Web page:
“Marital breakdown is undoubtedly one of life’s most stressful events. Adversarial divorces, in particular, can permanently damage the family members, causing great financial and emotional hardship. Fortunately, litigation is just one end of a wide divorce resolution spectrum”, says attorney Fern Topas Salka, a Certified Family Law Specialist in L.A. and proprietor of the Law Offices of Fern Topas Salka. Although she is a skilled litigator and former fellow of the American Academy of Matrimonial Lawyers, Ms. Salka now favors dispute resolution options that avoid courtroom intervention. She takes a progressive, eclectic approach at her Brentwood practice, offering a sophisticated menu of methods and skills for resolving disputes, including mediation, Collaborative Family Law, coaching, limited representation, consulting, and negotiation. “The shift in my practice didn’t happen overnight,” she explains. “It’s an outgrowth of 30 years of practice, personal experiences, my role as a former president of a large synagogue, and my position as the Chair of the Family Law Section of the Los Angeles County Bar. I never thought litigation was a very good answer, but the longer I did it, the less of an answer it became.”
Ms. Salka has taught and written extensively about the psychological and financial benefits of mediation and other alternate dispute processes. She has been named SuperLawyer for the past three years by Los Angeles Magazine, an honor reflecting the respect of her peers, and is a founding member of LACFLA, an association formed to advance the practice of Collaborative Family Law. With this new, hybrid form of dispute resolution, the parties each retain legal representation, but they and their counsel agree that they will not litigate; instead, they work together with the appropriate experts towards a mutually beneficial, mutually agreeable resolution.
With shared processes like mediation and Collaborative Law, Ms. Salka says clients gain a greater sense of control over their own lives and destinies. Her many high-profile, high-asset clients increasingly opt for this approach because it provides for the well-being of their children while protecting the family from costly, public disputes. Regardless of income level, shared processes provide a deeper understanding of what’s at stake because the real players are all involved, she says. “If you have a judge make the decision, all you have is a finite decision for a fluid problem. It doesn’t solve things, ultimately.” Ms. Salka also believes out-of-court resolutions are much more sensitive to the needs of children. “It’s clear from my experience as well as studies that children do the best when their parents do not go to war over them.”
Ms. Salka also offers “unbundled” services to assist clients who cannot afford or may not wish full representation although she does not make court appears or serve as an attorney of record. Her services include reviewing settlement options, running support schedules, coaching for settlement discussions, drafting documents, and conducting research. In addition, she offers expert second opinions to counsel and to clients who need the assurance of a “second impartial look” or help in getting unstuck. For cases that do not lend themselves to these non-adversarial approaches, Ms. Salka will act as a settlement officer.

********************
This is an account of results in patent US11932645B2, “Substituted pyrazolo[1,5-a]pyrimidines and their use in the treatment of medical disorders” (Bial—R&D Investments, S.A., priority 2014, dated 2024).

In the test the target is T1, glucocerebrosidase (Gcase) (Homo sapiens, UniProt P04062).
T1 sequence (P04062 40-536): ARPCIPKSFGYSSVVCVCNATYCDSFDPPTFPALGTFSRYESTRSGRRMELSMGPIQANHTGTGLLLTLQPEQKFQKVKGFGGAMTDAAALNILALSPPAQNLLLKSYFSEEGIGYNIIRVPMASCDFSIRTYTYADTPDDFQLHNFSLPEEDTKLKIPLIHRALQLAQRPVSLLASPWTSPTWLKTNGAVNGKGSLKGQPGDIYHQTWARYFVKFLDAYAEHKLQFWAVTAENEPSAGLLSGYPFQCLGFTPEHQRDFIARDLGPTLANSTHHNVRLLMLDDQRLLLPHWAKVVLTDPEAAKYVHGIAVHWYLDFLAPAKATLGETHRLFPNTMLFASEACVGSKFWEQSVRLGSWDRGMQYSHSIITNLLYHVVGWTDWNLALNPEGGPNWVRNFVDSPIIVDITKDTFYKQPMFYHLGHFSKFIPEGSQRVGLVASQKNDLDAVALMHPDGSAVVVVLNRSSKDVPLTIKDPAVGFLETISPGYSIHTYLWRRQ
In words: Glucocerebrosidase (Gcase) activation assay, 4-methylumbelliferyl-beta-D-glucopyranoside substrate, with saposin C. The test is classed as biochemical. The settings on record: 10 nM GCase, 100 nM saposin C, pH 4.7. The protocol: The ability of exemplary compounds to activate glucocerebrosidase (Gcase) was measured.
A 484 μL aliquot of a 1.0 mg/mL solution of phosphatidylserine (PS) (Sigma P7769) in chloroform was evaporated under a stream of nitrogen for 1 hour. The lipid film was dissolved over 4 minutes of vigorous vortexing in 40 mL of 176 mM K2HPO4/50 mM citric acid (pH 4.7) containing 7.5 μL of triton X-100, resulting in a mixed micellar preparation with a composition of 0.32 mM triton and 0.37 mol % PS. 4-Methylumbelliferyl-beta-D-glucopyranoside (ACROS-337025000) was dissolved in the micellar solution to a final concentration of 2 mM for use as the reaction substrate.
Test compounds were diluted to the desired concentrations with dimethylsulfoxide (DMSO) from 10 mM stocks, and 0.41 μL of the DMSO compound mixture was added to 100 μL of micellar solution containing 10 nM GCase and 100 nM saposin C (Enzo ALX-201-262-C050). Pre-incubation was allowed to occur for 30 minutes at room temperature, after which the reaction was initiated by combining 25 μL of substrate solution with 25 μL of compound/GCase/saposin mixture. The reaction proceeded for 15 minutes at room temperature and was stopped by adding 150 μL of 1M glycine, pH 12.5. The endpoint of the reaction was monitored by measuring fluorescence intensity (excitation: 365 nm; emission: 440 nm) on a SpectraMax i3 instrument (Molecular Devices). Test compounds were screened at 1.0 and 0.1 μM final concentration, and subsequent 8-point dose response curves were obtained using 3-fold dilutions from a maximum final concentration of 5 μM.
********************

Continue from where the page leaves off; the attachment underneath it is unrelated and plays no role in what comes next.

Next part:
She begins the initial discussion with clients by asking them about their goals. “When I’m the mediator, I will ask that of each of them and look for overlapping goals. They almost always exist! When I am consulting with an individual client, we look at the client’s goals and try to anticipate what will motivate the other side.” Then she talks to them about the different procedural options she offers. “It’s an educational process,” she admits. “Most people have heard about mediation, and that’s it… they think they can either litigate or mediate. But there are so many more variations that can be tailored to each case.”
Ms. Salka also gives advice about how to make the process work better. Among her many suggestions, she urges her clients to focus on long-term goals, not just short-term positions. For example, she tells her clients, “You want to constantly ask yourself, ‘Is what I’m doing today going to make it better or worse to stand at my child’s graduation or have a good relationship with my grandchildren?’” She also offers extensive bibliographies, written materials, training, and other forms of coaching in how to keep this focus while going through a difficult time.
Reflecting on her long, successful career, Ms. Salka speaks of the personal rewards it brings to her: “The most satisfying aspect is that I feel I’m doing good and important work. I serve families in crisis, mothers, fathers, stepparents, children, stepchildren, even grandparents.”
Fern Salka has written several faqs and articles that can be read on DivorceMagazine.com, including:
- “Does Consensual Dispute Resolution (CDR) Provide Protection for Clients?”
- “I used to hear mediation described as ADR. Now, I hear it is called CDR. What’s that and why the change?”
- “I have a fairly uncomplicated divorce case – is it possible or even advisable to hire an attorney just for certain parts of the case? How would that work?”
- “How long will my divorce take?”
- “What if I don’t like my lawyer’s tactics and strategies? Can I get a second legal opinion without firing my lawyer?”